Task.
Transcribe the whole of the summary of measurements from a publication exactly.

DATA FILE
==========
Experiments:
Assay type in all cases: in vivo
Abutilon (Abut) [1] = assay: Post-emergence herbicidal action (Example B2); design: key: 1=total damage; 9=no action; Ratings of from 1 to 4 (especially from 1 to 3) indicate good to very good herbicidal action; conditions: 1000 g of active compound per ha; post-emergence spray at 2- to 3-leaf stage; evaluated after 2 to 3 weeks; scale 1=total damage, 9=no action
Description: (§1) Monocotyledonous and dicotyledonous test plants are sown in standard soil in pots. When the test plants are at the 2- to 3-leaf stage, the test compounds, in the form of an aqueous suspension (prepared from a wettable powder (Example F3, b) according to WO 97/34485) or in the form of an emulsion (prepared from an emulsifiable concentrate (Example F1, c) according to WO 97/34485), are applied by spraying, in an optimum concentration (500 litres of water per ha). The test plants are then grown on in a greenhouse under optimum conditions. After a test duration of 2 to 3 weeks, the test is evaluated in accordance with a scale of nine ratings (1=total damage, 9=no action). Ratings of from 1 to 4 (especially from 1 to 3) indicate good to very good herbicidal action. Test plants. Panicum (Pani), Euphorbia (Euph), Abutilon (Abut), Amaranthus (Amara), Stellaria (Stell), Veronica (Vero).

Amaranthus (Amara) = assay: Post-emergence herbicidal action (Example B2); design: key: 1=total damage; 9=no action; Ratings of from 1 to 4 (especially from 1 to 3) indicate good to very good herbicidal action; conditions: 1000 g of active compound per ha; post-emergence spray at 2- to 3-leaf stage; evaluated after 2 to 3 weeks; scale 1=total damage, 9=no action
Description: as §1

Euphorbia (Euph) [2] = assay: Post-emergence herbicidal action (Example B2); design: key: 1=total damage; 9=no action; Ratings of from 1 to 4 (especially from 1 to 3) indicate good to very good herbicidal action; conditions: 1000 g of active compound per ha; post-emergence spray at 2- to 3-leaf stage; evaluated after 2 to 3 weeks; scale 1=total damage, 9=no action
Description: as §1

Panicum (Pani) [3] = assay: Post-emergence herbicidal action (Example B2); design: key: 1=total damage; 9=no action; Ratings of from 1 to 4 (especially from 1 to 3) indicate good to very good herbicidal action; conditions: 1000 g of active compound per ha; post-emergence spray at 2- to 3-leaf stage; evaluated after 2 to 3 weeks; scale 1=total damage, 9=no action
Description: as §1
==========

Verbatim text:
Experiments:
Assay type in all cases: in vivo
Abutilon (Abut) [1] = assay: Post-emergence herbicidal action (Example B2); design: key: 1=total damage; 9=no action; Ratings of from 1 to 4 (especially from 1 to 3) indicate good to very good herbicidal action; conditions: 1000 g of active compound per ha; post-emergence spray at 2- to 3-leaf stage; evaluated after 2 to 3 weeks; scale 1=total damage, 9=no action
Description: (§1) Monocotyledonous and dicotyledonous test plants are sown in standard soil in pots. When the test plants are at the 2- to 3-leaf stage, the test compounds, in the form of an aqueous suspension (prepared from a wettable powder (Example F3, b) according to WO 97/34485) or in the form of an emulsion (prepared from an emulsifiable concentrate (Example F1, c) according to WO 97/34485), are applied by spraying, in an optimum concentration (500 litres of water per ha). The test plants are then grown on in a greenhouse under optimum conditions. After a test duration of 2 to 3 weeks, the test is evaluated in accordance with a scale of nine ratings (1=total damage, 9=no action). Ratings of from 1 to 4 (especially from 1 to 3) indicate good to very good herbicidal action. Test plants. Panicum (Pani), Euphorbia (Euph), Abutilon (Abut), Amaranthus (Amara), Stellaria (Stell), Veronica (Vero).

Amaranthus (Amara) = assay: Post-emergence herbicidal action (Example B2); design: key: 1=total damage; 9=no action; Ratings of from 1 to 4 (especially from 1 to 3) indicate good to very good herbicidal action; conditions: 1000 g of active compound per ha; post-emergence spray at 2- to 3-leaf stage; evaluated after 2 to 3 weeks; scale 1=total damage, 9=no action
Description: as §1

Euphorbia (Euph) [2] = assay: Post-emergence herbicidal action (Example B2); design: key: 1=total damage; 9=no action; Ratings of from 1 to 4 (especially from 1 to 3) indicate good to very good herbicidal action; conditions: 1000 g of active compound per ha; post-emergence spray at 2- to 3-leaf stage; evaluated after 2 to 3 weeks; scale 1=total damage, 9=no action
Description: as §1

Panicum (Pani) [3] = assay: Post-emergence herbicidal action (Example B2); design: key: 1=total damage; 9=no action; Ratings of from 1 to 4 (especially from 1 to 3) indicate good to very good herbicidal action; conditions: 1000 g of active compound per ha; post-emergence spray at 2- to 3-leaf stage; evaluated after 2 to 3 weeks; scale 1=total damage, 9=no action
Description: as §1